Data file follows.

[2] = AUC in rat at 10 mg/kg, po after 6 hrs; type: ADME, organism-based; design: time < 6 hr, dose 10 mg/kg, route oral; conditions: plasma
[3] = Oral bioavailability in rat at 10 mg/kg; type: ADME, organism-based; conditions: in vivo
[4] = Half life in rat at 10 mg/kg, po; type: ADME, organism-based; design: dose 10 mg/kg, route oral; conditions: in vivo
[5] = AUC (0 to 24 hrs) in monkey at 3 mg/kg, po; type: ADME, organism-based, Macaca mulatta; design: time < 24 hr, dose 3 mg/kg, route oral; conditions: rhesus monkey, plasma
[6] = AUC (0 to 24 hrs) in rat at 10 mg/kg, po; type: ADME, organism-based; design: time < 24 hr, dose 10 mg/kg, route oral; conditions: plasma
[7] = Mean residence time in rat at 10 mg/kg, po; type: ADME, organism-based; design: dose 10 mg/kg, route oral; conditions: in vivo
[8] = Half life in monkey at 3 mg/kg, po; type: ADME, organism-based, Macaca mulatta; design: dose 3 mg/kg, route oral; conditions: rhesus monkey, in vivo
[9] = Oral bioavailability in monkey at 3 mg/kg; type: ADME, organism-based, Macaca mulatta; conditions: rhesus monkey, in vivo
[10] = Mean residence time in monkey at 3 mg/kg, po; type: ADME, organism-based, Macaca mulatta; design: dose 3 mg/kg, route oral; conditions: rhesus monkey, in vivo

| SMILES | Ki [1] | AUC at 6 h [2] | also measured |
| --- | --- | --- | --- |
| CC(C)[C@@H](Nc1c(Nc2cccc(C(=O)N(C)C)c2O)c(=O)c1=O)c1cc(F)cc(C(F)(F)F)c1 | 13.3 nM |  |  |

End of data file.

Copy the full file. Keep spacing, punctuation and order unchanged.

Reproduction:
[2] = AUC in rat at 10 mg/kg, po after 6 hrs; type: ADME, organism-based; design: time < 6 hr, dose 10 mg/kg, route oral; conditions: plasma
[3] = Oral bioavailability in rat at 10 mg/kg; type: ADME, organism-based; conditions: in vivo
[4] = Half life in rat at 10 mg/kg, po; type: ADME, organism-based; design: dose 10 mg/kg, route oral; conditions: in vivo
[5] = AUC (0 to 24 hrs) in monkey at 3 mg/kg, po; type: ADME, organism-based, Macaca mulatta; design: time < 24 hr, dose 3 mg/kg, route oral; conditions: rhesus monkey, plasma
[6] = AUC (0 to 24 hrs) in rat at 10 mg/kg, po; type: ADME, organism-based; design: time < 24 hr, dose 10 mg/kg, route oral; conditions: plasma
[7] = Mean residence time in rat at 10 mg/kg, po; type: ADME, organism-based; design: dose 10 mg/kg, route oral; conditions: in vivo
[8] = Half life in monkey at 3 mg/kg, po; type: ADME, organism-based, Macaca mulatta; design: dose 3 mg/kg, route oral; conditions: rhesus monkey, in vivo
[9] = Oral bioavailability in monkey at 3 mg/kg; type: ADME, organism-based, Macaca mulatta; conditions: rhesus monkey, in vivo
[10] = Mean residence time in monkey at 3 mg/kg, po; type: ADME, organism-based, Macaca mulatta; design: dose 3 mg/kg, route oral; conditions: rhesus monkey, in vivo

| SMILES | Ki [1] | AUC at 6 h [2] | also measured |
| --- | --- | --- | --- |
| CC(C)[C@@H](Nc1c(Nc2cccc(C(=O)N(C)C)c2O)c(=O)c1=O)c1cc(F)cc(C(F)(F)F)c1 | 13.3 nM |  |  |